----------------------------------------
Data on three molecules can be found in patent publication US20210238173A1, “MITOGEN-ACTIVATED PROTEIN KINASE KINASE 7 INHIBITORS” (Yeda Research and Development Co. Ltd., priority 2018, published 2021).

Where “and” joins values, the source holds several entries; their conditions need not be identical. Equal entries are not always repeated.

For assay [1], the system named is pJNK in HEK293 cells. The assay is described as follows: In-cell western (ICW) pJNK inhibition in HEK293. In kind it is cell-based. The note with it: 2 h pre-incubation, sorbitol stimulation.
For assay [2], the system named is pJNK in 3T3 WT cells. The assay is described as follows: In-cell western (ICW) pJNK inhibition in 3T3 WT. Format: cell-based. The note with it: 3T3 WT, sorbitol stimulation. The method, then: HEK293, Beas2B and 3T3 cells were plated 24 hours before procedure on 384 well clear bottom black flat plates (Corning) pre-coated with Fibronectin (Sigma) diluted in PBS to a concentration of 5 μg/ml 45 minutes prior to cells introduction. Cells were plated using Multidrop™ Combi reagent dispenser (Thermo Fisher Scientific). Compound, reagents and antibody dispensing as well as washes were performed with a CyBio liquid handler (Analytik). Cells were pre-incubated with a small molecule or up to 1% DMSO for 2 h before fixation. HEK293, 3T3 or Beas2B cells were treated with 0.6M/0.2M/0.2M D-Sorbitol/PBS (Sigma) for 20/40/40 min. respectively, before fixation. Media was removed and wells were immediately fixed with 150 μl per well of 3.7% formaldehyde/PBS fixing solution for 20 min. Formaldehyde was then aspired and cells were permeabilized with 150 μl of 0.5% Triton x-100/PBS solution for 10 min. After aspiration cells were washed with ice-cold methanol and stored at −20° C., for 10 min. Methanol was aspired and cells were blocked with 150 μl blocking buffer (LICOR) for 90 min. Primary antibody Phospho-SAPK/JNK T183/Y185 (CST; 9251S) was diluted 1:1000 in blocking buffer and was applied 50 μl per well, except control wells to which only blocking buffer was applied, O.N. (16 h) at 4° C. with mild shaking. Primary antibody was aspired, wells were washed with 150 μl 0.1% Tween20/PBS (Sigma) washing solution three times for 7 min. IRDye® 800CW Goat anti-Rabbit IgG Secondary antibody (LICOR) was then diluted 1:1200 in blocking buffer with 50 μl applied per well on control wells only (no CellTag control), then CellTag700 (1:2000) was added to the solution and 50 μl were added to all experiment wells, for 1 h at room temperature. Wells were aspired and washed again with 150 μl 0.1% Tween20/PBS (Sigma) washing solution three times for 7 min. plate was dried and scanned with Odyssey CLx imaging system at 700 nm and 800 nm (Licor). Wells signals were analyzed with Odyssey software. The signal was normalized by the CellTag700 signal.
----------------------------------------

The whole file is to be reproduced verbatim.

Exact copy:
Data on three molecules can be found in patent publication US20210238173A1, “MITOGEN-ACTIVATED PROTEIN KINASE KINASE 7 INHIBITORS” (Yeda Research and Development Co. Ltd., priority 2018, published 2021).

Where “and” joins values, the source holds several entries; their conditions need not be identical. Equal entries are not always repeated.

For assay [1], the system named is pJNK in HEK293 cells. The assay is described as follows: In-cell western (ICW) pJNK inhibition in HEK293. In kind it is cell-based. The note with it: 2 h pre-incubation, sorbitol stimulation.
For assay [2], the system named is pJNK in 3T3 WT cells. The assay is described as follows: In-cell western (ICW) pJNK inhibition in 3T3 WT. Format: cell-based. The note with it: 3T3 WT, sorbitol stimulation. The method, then: HEK293, Beas2B and 3T3 cells were plated 24 hours before procedure on 384 well clear bottom black flat plates (Corning) pre-coated with Fibronectin (Sigma) diluted in PBS to a concentration of 5 μg/ml 45 minutes prior to cells introduction. Cells were plated using Multidrop™ Combi reagent dispenser (Thermo Fisher Scientific). Compound, reagents and antibody dispensing as well as washes were performed with a CyBio liquid handler (Analytik). Cells were pre-incubated with a small molecule or up to 1% DMSO for 2 h before fixation. HEK293, 3T3 or Beas2B cells were treated with 0.6M/0.2M/0.2M D-Sorbitol/PBS (Sigma) for 20/40/40 min. respectively, before fixation. Media was removed and wells were immediately fixed with 150 μl per well of 3.7% formaldehyde/PBS fixing solution for 20 min. Formaldehyde was then aspired and cells were permeabilized with 150 μl of 0.5% Triton x-100/PBS solution for 10 min. After aspiration cells were washed with ice-cold methanol and stored at −20° C., for 10 min. Methanol was aspired and cells were blocked with 150 μl blocking buffer (LICOR) for 90 min. Primary antibody Phospho-SAPK/JNK T183/Y185 (CST; 9251S) was diluted 1:1000 in blocking buffer and was applied 50 μl per well, except control wells to which only blocking buffer was applied, O.N. (16 h) at 4° C. with mild shaking. Primary antibody was aspired, wells were washed with 150 μl 0.1% Tween20/PBS (Sigma) washing solution three times for 7 min. IRDye® 800CW Goat anti-Rabbit IgG Secondary antibody (LICOR) was then diluted 1:1200 in blocking buffer with 50 μl applied per well on control wells only (no CellTag control), then CellTag700 (1:2000) was added to the solution and 50 μl were added to all experiment wells, for 1 h at room temperature. Wells were aspired and washed again with 150 μl 0.1% Tween20/PBS (Sigma) washing solution three times for 7 min. plate was dried and scanned with Odyssey CLx imaging system at 700 nm and 800 nm (Licor). Wells signals were analyzed with Odyssey software. The signal was normalized by the CellTag700 signal.